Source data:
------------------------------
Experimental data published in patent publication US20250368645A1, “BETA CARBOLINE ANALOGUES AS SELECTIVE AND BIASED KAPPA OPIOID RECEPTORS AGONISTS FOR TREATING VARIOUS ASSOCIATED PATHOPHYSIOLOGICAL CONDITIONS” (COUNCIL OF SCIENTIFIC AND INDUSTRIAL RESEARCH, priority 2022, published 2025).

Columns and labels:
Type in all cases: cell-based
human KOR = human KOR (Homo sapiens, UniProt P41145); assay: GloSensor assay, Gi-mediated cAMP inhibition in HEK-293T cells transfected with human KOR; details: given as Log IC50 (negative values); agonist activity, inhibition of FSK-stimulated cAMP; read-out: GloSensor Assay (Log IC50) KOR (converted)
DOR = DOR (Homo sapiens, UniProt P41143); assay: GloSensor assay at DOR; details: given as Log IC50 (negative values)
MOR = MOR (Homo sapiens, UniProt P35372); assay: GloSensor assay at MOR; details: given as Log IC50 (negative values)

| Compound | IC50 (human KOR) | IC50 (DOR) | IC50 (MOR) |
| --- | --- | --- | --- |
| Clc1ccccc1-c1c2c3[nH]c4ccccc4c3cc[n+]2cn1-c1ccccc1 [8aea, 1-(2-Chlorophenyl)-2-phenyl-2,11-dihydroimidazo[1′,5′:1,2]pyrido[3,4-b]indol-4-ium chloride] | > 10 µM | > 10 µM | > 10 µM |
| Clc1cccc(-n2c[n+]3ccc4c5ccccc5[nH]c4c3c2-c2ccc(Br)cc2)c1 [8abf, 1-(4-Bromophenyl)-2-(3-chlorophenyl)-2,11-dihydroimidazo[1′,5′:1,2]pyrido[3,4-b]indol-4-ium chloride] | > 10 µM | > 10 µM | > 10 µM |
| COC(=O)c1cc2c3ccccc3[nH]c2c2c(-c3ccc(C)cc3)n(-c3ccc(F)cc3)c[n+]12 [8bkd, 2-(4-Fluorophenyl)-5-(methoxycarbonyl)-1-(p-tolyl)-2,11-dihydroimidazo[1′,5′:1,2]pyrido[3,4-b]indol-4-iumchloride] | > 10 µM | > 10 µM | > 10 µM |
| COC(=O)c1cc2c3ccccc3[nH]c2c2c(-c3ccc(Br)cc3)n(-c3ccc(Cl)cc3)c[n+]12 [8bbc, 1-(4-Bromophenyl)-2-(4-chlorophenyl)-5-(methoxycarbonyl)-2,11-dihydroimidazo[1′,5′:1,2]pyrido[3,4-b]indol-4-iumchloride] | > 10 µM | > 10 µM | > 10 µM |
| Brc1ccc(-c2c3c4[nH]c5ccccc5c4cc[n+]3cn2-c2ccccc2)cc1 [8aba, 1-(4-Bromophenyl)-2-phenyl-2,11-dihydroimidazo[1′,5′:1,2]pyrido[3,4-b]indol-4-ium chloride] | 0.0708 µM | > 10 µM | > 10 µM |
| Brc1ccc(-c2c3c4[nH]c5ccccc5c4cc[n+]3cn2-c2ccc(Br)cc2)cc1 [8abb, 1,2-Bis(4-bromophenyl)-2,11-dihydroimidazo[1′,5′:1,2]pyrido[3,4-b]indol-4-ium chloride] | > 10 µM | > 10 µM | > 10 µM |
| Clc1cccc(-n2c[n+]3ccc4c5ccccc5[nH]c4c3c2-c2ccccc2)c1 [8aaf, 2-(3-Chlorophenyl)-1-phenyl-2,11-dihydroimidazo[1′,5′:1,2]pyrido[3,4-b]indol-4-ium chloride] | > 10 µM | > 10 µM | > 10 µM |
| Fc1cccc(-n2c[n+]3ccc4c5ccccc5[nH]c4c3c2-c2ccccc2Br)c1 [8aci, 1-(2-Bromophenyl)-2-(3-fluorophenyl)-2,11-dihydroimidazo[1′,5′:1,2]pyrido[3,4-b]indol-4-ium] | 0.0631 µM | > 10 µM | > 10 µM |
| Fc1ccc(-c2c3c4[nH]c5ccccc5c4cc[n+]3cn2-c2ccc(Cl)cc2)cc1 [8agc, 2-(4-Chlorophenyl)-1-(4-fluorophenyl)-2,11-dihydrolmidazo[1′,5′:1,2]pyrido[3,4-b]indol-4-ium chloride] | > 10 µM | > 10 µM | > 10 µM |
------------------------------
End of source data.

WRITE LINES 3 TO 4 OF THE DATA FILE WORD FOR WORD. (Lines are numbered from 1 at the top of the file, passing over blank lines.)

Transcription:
Type in all cases: cell-based
human KOR = human KOR (Homo sapiens, UniProt P41145); assay: GloSensor assay, Gi-mediated cAMP inhibition in HEK-293T cells transfected with human KOR; details: given as Log IC50 (negative values); agonist activity, inhibition of FSK-stimulated cAMP; read-out: GloSensor Assay (Log IC50) KOR (converted)